Sunflower seeds and products made from them are often contaminated with a toxin produced by molds, report researchers. This poses an increased health risk in many low-income countries worldwide.
In a new study, a team of scientists documented frequent occurrence of aflatoxin—a toxin produced by Aspergillus molds that commonly infect corn, peanuts, pistachios, and almonds—in sunflower seeds and their products. The study, published in PLOS ONE, is one of the first to associate aflatoxin contamination with sunflower seeds.
The study took place in Tanzania, but the problem is by no means isolated there. Chronic exposure to aflatoxin causes an estimated 25,000-155,000 deaths worldwide each year from corn and peanuts alone.
Since it is one of the most potent liver carcinogens known, the research to detect and limit its presence in sunflower seeds and their products could help save lives and reduce liver disease in areas where people eat sunflowers and their byproducts, says coauthor Gale Strasburg, a food science and human nutrition professor at Michigan State University.
“These high aflatoxin levels, in a commodity frequently consumed by the Tanzanian population, indicate that local authorities must implement interventions to prevent and control aflatoxin contamination along the sunflower commodity value chain, to enhance food and feed safety in Tanzania,” says Strasburg.
“Billions of people worldwide are exposed to aflatoxin in their diets, particularly in places where food is not monitored regularly for contaminants…”
“Follow-up research is needed to determine intake rates of sunflower seed products in humans and animals, to inform exposure assessments and to better understand the role of sunflower seeds and cakes as a dietary aflatoxin source,” he adds.
Smallholder farmers in Tanzania grow sunflowers for the seeds, which they sell to local millers who press the seeds for oil to sell to local consumers for cooking. People use the remaining cakes as animal feed.
The seeds become infected by Aspergillus flavus or Aspergillus parasiticus, molds that produce aflatoxin. This contamination has been well studied in other crops, but there is little research published on sunflower seed contamination.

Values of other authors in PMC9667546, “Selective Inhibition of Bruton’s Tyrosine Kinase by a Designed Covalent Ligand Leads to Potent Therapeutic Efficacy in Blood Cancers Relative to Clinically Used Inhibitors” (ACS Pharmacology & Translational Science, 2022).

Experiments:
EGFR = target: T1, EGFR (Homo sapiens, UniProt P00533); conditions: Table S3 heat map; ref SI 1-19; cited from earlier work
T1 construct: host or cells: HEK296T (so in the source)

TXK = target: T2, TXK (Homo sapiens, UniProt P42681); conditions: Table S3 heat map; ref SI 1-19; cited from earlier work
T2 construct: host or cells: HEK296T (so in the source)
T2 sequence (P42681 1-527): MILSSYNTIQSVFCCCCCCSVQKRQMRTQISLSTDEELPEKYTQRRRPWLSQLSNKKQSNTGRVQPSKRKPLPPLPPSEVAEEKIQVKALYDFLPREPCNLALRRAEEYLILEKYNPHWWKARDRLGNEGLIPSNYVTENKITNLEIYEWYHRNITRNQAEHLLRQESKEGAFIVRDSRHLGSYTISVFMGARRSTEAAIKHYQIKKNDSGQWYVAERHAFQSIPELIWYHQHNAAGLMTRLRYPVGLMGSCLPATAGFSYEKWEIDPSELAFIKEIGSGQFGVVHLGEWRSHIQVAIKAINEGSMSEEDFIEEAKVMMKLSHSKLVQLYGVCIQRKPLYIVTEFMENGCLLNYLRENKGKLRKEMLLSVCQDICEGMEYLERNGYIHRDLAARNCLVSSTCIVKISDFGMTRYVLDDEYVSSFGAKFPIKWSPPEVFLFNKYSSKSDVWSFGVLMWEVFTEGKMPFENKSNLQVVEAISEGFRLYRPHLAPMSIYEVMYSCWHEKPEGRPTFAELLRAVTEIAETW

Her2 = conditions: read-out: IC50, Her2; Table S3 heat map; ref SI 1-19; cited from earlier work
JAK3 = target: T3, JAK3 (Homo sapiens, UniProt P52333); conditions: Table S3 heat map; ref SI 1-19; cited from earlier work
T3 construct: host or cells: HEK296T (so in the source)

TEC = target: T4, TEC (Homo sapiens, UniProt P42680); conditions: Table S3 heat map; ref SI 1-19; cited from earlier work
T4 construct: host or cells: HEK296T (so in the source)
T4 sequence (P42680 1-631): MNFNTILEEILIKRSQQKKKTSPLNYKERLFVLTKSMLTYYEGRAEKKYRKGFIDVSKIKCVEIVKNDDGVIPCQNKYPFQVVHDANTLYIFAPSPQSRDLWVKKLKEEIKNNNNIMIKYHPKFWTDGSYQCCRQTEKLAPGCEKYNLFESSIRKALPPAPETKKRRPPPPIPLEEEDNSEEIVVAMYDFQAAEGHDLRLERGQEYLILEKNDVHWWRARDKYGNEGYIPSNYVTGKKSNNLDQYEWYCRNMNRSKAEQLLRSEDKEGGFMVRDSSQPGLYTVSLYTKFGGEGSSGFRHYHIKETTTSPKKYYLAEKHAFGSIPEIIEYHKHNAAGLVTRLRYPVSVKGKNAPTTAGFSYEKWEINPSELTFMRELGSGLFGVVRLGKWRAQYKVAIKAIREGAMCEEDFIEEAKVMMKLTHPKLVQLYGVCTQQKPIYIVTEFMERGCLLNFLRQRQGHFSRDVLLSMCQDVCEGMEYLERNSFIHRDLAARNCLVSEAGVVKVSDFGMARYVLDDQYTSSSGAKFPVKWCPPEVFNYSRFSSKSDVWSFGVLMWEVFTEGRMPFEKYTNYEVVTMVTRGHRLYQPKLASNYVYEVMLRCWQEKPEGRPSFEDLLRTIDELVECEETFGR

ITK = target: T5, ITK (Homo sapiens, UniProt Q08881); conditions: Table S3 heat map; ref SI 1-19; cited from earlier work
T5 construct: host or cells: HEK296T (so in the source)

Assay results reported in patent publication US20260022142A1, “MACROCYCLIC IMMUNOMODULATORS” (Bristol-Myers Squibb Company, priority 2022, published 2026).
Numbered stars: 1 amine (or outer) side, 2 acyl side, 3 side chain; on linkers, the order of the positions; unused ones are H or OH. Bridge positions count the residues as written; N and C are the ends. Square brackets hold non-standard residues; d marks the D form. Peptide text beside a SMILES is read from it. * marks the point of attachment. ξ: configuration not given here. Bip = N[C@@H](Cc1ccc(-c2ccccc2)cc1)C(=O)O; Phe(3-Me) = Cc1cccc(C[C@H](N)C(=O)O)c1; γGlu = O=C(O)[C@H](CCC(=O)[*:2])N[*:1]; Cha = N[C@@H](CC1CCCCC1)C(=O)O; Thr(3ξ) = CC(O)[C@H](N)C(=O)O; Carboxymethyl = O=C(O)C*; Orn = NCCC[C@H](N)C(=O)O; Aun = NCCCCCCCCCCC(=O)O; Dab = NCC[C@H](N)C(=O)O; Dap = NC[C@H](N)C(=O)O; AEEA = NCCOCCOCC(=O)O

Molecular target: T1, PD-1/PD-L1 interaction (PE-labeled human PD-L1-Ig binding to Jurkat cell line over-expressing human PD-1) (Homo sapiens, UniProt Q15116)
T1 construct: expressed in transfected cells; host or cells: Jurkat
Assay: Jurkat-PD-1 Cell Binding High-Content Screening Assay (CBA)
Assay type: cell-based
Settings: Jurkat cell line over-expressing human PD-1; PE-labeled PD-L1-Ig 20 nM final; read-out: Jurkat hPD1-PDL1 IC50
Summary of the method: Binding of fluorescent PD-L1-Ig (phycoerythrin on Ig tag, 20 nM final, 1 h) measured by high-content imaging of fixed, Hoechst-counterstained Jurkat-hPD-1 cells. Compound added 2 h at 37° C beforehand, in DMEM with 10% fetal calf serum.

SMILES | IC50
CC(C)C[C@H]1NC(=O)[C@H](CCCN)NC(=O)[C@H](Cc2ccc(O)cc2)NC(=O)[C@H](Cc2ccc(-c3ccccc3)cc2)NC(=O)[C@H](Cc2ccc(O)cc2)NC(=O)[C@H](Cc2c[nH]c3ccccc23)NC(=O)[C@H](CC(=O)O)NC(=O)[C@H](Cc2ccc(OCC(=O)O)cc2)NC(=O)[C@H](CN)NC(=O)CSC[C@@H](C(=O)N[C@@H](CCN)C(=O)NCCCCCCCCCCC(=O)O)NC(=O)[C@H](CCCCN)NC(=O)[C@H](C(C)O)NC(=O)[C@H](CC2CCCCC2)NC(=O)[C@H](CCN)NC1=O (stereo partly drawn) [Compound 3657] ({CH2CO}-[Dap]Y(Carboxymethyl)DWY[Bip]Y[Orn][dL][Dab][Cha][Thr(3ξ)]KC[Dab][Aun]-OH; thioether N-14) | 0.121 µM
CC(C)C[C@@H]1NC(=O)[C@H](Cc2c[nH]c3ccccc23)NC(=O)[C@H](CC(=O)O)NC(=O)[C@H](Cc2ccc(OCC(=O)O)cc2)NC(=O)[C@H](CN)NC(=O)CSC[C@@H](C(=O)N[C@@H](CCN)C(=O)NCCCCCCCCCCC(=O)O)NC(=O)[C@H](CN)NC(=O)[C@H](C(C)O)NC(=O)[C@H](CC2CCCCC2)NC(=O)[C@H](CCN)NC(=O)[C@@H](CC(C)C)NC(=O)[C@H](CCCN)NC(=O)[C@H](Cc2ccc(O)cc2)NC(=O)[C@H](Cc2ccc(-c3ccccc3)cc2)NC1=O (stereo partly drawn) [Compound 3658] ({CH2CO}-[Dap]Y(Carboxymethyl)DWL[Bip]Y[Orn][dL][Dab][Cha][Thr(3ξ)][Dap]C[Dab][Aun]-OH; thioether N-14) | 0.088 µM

Juma Mmongoyo, a former food science doctoral student and lead author of the study, analyzed aflatoxin levels of seeds and cakes in seven regions of Tanzania in 2014 and 2015. Nearly 60 percent of seed samples and 80 percent of cake samples were contaminated with aflatoxins.
In addition, 14 percent of seeds and 17 percent of cakes were contaminated above 20 parts per billion, the level considered safe by the US Food and Drug Administration. Some samples had levels of several hundred parts per billion.
“Billions of people worldwide are exposed to aflatoxin in their diets, particularly in places where food is not monitored regularly for contaminants,” says Felicia Wu, study coauthor.
“Our previous work with the World Health Organization on the global burden of foodborne disease showed that aflatoxin is one of the chemical contaminants that causes the greatest disease burden worldwide,” she adds.
To help solve that problem, Wu founded the Center for the Health Impacts of Agriculture. The center tackles global issues, such as antibiotics given to livestock and poultry that seep into soil and nearby bodies of water, and the association between malaria incidence and irrigation patterns in sub-Saharan Africa.
Additional researchers from Michigan State and the Sokoine University of Agriculture in Tanzania also contributed to this research.
Source: Michigan State University
Original Study DOI: 10.1371/journal.pone.0175801
Article by Layne Cameron-Michigan State